I'm becoming more conservative in some ways- Personal freedom is a big deal for me. And more liberal in other ways- social support is a big deal for me too. Which may seem like a contradiction but I don't think it has to be. The Fourth of July brings the issue of personal freedom to the forefront for me. We live on a town in a state where personal fireworks are illegal, but we're only 15 minutes from a state where personal fireworks are legal. We're also an immigrant mecca... and the immigrants aren't as aware or concerned with the law so basically everyone in my town sets of fireworks on the fourth of July. Let me tell you, it is a million times cooler than public shows!!!! The close proximity makes it so much more exciting. And the randomness of the shows around you makes them an enjoyable surprise. When I first moved here I was pretty horrified and scared. But I've been converted and now I think they are the best thing since sliced bread. And I am kind of angry that my state thinks it knows better than I do what's good for me.

I looked up three issues that are an indicator of our "level of freedom" and I present to you these maps. I've been trying to convince Timmy to move to Texas, because they're still hiring new-grad nurses. I'd probably fit in with their "freedom culture" really well there. And maybe I can teach them a thing or two about the liberal concepts of social support and tolerance. :wink

A MAP OF FIREWORK FREEDOMS

A MAP OF HANDGUN FREEDOMS


A MAP OF HOMESCHOOLING FREEDOMS

Wednesday, July 01, 2009

Two medical rants

Rant #1)
There's a new study out linking Proton Pump Inhibitor use to Hospital Acquired Pneumonia. This has been one of my pet peeves for a long time. Almost every patient in the hospitals (around here anyway) are put on an acid reducer- probably to prevent stomach damage from NSAID's. But one of my professors pointed out that stomach acid is an important part of our defense system- killing germs that enter the digestive system. So when a patient is in the hospital, and presumably exposed to a variety of dangerous germs, it's a bad time to be lowering their immunity. Ever since she pointed that out to me it's been one of my pet peeves. Hopefully this, and other studies will sway doctors to be more restrictive in their PPI prescriptions. Say no to prophylactic proton pump inhibitors- unless you are taking an NSAID at the same time.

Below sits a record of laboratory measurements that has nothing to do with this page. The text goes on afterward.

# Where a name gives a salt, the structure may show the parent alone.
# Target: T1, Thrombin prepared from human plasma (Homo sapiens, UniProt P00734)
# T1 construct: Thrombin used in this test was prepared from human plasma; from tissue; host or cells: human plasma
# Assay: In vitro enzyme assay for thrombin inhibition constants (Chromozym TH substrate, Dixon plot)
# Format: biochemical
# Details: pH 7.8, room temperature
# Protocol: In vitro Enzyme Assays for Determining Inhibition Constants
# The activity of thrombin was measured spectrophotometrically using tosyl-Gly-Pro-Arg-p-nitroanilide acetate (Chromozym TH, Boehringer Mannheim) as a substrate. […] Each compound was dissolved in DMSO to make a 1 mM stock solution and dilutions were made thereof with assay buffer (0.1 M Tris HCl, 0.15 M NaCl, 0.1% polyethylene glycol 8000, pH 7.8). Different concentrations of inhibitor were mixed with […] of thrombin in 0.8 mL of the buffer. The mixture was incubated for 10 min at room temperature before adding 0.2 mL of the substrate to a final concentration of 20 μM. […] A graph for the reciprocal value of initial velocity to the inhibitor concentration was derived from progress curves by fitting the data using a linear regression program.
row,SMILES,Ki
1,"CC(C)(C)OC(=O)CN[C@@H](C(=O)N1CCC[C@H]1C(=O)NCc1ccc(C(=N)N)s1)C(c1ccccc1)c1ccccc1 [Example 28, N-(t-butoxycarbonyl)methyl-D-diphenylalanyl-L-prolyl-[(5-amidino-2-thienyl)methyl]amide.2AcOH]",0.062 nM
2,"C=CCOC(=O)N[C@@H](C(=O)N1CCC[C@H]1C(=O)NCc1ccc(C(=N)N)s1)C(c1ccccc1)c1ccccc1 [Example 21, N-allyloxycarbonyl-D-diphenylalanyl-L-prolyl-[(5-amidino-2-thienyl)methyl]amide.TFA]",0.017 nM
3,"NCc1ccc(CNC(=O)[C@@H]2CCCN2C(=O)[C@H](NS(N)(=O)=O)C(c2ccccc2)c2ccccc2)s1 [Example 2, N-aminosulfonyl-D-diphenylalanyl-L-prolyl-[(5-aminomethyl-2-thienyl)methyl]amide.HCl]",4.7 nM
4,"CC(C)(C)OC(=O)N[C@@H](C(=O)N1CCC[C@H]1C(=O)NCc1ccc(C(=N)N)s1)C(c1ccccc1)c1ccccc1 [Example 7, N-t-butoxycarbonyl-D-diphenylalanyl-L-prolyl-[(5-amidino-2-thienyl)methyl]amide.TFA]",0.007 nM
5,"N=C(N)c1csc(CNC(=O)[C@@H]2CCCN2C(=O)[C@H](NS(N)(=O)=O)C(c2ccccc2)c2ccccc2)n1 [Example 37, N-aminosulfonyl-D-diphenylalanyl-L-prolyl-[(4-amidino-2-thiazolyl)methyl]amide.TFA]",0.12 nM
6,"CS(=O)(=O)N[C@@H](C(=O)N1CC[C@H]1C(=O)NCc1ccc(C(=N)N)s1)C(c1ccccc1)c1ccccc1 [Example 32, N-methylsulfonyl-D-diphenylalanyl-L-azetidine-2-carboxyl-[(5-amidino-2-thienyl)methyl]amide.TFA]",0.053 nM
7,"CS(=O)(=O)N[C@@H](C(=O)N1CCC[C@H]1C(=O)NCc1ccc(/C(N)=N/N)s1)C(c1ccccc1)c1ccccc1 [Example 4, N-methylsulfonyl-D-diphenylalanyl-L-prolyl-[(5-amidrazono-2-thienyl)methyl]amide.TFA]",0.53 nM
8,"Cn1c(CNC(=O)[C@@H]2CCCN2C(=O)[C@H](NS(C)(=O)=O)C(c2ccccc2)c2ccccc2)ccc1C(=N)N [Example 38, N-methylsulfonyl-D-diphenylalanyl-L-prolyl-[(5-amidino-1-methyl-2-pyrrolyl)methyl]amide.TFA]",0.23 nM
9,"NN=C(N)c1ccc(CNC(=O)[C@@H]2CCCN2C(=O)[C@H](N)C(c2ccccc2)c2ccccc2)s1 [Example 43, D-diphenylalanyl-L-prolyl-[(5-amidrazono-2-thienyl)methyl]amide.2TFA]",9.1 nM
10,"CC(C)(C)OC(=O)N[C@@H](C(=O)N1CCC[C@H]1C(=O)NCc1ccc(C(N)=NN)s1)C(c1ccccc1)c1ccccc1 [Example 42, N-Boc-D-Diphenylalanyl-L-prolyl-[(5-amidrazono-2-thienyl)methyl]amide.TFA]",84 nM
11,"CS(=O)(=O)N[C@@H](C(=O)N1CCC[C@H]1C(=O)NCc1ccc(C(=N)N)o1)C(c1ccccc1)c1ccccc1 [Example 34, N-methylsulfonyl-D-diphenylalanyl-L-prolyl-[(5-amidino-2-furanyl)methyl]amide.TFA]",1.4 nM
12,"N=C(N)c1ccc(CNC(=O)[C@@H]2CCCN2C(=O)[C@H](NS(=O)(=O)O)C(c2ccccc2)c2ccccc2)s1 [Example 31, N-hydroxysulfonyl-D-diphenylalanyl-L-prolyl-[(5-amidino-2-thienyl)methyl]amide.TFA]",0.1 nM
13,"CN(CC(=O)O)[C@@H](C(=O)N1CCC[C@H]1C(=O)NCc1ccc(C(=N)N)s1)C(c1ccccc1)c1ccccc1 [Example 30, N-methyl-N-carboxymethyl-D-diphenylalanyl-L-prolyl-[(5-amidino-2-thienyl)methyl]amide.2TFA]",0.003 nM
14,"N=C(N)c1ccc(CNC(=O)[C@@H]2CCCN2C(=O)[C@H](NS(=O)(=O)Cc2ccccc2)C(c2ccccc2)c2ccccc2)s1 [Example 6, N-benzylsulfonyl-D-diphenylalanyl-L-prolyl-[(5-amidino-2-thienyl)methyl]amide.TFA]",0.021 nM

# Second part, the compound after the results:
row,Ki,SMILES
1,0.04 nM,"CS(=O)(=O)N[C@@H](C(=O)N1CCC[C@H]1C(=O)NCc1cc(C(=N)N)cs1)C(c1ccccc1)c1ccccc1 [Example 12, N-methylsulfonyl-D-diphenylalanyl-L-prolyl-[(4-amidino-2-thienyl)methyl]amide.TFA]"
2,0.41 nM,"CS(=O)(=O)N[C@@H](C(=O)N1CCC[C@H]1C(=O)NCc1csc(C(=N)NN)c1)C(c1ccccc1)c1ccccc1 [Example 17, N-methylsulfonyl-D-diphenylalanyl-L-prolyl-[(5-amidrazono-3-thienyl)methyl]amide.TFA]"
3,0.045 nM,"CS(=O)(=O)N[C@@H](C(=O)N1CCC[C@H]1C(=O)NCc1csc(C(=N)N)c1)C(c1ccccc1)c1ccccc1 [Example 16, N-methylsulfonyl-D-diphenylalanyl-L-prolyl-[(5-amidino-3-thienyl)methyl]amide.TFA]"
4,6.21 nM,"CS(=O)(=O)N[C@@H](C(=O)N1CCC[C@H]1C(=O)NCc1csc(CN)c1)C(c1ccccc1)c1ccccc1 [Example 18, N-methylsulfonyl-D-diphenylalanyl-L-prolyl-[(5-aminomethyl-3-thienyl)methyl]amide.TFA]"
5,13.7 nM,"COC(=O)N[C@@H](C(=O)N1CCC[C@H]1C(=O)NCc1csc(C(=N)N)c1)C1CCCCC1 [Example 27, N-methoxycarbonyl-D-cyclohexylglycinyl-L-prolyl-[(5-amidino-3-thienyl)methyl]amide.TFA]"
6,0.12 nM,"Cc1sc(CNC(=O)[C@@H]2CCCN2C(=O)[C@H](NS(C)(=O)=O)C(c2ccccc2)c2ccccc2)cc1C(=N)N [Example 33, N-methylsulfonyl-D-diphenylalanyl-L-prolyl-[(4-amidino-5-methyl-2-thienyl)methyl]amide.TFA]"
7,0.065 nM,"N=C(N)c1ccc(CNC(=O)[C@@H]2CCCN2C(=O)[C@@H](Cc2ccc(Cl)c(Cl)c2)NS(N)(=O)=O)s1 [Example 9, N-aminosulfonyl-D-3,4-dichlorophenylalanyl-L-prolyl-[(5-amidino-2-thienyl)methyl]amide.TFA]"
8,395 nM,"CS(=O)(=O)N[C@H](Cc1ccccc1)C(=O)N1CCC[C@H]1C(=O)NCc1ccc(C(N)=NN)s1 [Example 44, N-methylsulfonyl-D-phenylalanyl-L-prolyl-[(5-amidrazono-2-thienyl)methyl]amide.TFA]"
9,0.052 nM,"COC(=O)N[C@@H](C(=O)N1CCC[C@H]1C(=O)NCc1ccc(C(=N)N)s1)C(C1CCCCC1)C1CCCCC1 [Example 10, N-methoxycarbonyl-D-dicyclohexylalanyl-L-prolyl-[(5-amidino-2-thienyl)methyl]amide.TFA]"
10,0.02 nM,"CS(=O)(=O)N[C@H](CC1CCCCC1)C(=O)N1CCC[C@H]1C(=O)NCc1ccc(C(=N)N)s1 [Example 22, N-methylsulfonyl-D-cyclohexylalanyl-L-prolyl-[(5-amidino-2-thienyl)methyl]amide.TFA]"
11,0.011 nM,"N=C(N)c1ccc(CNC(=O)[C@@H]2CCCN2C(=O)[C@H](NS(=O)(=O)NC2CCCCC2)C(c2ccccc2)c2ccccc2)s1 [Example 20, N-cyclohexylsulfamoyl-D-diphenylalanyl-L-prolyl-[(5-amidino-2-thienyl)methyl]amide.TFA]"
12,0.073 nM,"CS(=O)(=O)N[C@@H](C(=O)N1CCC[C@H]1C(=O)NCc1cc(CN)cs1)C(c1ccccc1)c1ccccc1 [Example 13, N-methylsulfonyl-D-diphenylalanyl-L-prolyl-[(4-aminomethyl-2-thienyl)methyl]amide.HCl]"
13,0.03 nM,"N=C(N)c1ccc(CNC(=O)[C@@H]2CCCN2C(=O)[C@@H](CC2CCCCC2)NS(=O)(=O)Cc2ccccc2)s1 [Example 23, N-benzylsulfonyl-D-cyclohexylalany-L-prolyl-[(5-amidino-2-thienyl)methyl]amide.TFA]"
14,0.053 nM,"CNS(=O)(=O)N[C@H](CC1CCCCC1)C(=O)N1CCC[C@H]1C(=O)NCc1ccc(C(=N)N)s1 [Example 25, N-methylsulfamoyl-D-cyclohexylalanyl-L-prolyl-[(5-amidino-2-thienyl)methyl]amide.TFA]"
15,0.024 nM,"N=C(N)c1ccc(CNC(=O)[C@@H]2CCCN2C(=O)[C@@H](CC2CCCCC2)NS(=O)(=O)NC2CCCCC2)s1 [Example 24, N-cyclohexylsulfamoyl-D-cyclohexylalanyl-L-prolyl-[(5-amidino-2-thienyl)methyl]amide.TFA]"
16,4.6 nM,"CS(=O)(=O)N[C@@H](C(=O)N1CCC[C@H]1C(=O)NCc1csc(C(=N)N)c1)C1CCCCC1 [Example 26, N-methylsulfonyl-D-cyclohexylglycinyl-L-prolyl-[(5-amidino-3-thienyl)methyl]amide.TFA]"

Rant #2)
The "sun damage" message is clouding out (pun intended) a more important one: the importance of Vitamin D. Vitamin D is soooo underrated. We need to get more. Sunlight is more important, in my opinion, than the risk of sun damage- especially with the ability to identify skin cancer in the early stages. I'm convinced that lack of sun was a major contributor to my depression this last pregnancy. Obviously there is already a proven link between sunlight and depression for a substantial portion of our population, in the form of SAD. And it's just now getting the attention it deserves as an immune system booster. Some say even more important than Vitamin C!

The UV Advantage is a good source of information on this subject. Did you know that Vitamin D only comes from UVB rays- which are the "harmful" rays that are blocked by sunscreen and only available at a certain angle- the powerful 10:00-2:00 rays that we're told to avoid!! UVB is not in tanning beds! And it is blocked by glass so you can't get the benefits of Vitamin D from sitting inside a window. If you can't get outdoors enough or you live in the North, I recommend a full spectrum lightbulb- available through crunchy hippy websites. :)
Some more facts:
  • It is impossible to generate too much vitamin D in your body from sunlight exposure: your body willself-regulate and only generate what it needs.
  • If it hurts to press firmly on your sternum, you may be suffering from chronic vitamin D deficiency right now.
  • Vitamin D is “activated” in your body by your kidneys and liver before it can be used. Having kidney disease or liver damage can greatly impair your body’s ability to activate circulating vitamin D.